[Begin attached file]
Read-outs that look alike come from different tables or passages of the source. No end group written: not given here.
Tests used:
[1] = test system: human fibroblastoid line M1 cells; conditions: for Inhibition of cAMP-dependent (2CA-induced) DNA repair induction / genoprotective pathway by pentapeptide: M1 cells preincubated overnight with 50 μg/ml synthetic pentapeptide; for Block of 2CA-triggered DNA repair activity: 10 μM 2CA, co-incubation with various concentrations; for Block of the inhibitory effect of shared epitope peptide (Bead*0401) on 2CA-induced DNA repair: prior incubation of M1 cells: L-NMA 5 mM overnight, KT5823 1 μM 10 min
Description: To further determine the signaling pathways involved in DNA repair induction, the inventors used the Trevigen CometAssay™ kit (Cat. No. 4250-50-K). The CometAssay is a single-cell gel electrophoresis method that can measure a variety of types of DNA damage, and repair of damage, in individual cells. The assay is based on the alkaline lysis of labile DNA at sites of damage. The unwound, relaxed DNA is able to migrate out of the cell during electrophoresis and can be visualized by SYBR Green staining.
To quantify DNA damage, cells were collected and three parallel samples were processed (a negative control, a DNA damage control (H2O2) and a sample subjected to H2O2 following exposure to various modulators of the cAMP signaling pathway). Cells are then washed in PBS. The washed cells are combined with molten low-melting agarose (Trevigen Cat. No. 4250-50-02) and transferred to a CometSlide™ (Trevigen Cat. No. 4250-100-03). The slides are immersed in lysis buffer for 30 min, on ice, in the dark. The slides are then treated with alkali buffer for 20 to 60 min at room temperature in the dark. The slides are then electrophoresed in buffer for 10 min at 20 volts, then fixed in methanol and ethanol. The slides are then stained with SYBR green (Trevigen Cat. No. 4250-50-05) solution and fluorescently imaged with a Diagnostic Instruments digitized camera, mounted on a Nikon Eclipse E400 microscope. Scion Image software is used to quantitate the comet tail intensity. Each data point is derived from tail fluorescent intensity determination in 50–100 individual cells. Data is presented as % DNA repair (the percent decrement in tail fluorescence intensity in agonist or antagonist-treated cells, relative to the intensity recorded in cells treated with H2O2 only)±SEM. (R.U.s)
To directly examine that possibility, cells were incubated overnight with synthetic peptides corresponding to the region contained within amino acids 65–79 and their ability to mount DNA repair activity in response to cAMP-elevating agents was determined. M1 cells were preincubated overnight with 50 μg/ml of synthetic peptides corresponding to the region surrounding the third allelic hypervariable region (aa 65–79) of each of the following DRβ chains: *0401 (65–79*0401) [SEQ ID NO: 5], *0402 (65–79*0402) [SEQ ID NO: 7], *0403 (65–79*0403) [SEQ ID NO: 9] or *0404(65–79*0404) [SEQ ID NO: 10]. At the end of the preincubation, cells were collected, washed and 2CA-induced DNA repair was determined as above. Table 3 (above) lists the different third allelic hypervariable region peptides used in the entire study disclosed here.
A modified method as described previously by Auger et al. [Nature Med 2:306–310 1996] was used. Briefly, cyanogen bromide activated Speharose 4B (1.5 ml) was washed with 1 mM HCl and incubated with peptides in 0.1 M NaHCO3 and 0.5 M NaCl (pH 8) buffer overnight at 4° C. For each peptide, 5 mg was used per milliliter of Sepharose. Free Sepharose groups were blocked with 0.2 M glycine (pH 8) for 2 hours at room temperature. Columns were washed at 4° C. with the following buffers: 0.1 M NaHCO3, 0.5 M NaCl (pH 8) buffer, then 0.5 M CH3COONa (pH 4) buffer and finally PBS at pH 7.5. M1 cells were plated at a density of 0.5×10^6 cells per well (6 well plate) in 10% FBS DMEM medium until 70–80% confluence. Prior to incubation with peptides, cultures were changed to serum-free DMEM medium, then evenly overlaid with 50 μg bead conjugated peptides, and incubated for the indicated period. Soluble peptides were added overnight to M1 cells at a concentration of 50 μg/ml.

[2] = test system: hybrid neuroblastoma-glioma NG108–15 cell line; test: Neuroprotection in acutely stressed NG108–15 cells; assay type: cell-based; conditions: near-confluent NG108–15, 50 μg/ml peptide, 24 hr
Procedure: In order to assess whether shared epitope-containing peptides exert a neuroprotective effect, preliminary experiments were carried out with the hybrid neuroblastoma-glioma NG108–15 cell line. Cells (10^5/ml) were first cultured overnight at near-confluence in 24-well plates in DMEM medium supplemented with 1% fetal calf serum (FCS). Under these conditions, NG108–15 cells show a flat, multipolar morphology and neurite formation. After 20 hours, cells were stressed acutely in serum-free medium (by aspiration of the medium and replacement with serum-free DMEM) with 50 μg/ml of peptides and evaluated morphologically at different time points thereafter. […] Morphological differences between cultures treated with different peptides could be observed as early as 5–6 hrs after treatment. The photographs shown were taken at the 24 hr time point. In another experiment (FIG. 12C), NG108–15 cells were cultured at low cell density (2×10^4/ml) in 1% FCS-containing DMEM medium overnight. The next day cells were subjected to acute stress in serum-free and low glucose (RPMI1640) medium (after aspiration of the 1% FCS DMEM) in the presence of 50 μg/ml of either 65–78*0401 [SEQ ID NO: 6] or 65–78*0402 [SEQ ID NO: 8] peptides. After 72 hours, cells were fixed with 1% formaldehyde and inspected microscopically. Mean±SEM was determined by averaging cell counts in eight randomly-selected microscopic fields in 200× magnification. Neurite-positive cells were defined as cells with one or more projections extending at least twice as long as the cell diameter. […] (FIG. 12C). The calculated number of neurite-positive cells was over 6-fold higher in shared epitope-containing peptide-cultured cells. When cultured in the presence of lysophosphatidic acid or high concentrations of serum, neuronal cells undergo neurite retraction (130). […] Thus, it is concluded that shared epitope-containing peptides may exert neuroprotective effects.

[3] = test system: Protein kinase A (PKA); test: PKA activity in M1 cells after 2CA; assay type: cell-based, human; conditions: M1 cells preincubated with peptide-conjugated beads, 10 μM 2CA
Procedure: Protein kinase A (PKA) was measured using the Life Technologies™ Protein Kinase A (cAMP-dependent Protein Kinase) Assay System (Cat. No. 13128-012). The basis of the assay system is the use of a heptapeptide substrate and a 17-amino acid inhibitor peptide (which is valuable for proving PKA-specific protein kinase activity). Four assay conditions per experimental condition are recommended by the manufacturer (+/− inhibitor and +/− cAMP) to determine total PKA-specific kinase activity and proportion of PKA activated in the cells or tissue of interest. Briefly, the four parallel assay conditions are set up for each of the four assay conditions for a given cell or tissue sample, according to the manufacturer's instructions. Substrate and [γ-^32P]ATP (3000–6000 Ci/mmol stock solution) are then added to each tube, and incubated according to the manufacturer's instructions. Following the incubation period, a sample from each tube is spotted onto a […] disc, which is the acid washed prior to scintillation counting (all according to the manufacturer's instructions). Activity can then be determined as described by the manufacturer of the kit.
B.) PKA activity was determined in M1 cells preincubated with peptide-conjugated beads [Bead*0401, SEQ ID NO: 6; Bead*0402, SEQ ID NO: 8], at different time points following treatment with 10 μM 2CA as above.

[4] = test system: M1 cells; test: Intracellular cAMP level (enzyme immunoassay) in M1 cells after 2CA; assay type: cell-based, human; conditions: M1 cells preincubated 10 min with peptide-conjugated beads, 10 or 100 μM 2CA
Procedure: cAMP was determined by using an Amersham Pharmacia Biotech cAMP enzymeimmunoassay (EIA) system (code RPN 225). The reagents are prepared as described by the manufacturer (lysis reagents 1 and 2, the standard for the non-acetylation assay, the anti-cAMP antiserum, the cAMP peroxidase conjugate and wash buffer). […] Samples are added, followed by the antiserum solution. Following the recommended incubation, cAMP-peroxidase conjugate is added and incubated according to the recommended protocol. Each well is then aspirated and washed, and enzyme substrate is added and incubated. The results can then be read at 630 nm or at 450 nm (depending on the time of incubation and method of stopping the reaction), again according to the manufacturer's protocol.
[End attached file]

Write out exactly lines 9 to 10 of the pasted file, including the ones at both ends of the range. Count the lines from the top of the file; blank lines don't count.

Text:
Procedure: In order to assess whether shared epitope-containing peptides exert a neuroprotective effect, preliminary experiments were carried out with the hybrid neuroblastoma-glioma NG108–15 cell line. Cells (10^5/ml) were first cultured overnight at near-confluence in 24-well plates in DMEM medium supplemented with 1% fetal calf serum (FCS). Under these conditions, NG108–15 cells show a flat, multipolar morphology and neurite formation. After 20 hours, cells were stressed acutely in serum-free medium (by aspiration of the medium and replacement with serum-free DMEM) with 50 μg/ml of peptides and evaluated morphologically at different time points thereafter. […] Morphological differences between cultures treated with different peptides could be observed as early as 5–6 hrs after treatment. The photographs shown were taken at the 24 hr time point. In another experiment (FIG. 12C), NG108–15 cells were cultured at low cell density (2×10^4/ml) in 1% FCS-containing DMEM medium overnight. The next day cells were subjected to acute stress in serum-free and low glucose (RPMI1640) medium (after aspiration of the 1% FCS DMEM) in the presence of 50 μg/ml of either 65–78*0401 [SEQ ID NO: 6] or 65–78*0402 [SEQ ID NO: 8] peptides. After 72 hours, cells were fixed with 1% formaldehyde and inspected microscopically. Mean±SEM was determined by averaging cell counts in eight randomly-selected microscopic fields in 200× magnification. Neurite-positive cells were defined as cells with one or more projections extending at least twice as long as the cell diameter. […] (FIG. 12C). The calculated number of neurite-positive cells was over 6-fold higher in shared epitope-containing peptide-cultured cells. When cultured in the presence of lysophosphatidic acid or high concentrations of serum, neuronal cells undergo neurite retraction (130). […] Thus, it is concluded that shared epitope-containing peptides may exert neuroprotective effects.

[3] = test system: Protein kinase A (PKA); test: PKA activity in M1 cells after 2CA; assay type: cell-based, human; conditions: M1 cells preincubated with peptide-conjugated beads, 10 μM 2CA